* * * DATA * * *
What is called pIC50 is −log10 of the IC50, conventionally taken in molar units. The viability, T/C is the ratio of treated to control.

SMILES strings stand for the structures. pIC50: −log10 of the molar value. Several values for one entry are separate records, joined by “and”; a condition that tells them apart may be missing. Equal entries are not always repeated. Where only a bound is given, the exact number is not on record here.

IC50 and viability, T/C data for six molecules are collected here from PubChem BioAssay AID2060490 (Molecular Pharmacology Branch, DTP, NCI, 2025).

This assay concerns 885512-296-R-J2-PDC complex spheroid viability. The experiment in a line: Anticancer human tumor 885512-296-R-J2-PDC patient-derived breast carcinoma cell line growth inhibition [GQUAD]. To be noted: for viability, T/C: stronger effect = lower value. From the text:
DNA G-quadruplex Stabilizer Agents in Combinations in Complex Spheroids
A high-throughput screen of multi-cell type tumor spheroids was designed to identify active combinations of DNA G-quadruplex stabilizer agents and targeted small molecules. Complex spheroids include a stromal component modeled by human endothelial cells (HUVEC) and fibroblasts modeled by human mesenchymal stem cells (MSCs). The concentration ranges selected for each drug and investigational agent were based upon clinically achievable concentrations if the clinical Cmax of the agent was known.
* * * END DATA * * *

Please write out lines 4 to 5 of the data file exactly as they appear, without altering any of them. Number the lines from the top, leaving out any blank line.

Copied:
This assay concerns 885512-296-R-J2-PDC complex spheroid viability. The experiment in a line: Anticancer human tumor 885512-296-R-J2-PDC patient-derived breast carcinoma cell line growth inhibition [GQUAD]. To be noted: for viability, T/C: stronger effect = lower value. From the text:
DNA G-quadruplex Stabilizer Agents in Combinations in Complex Spheroids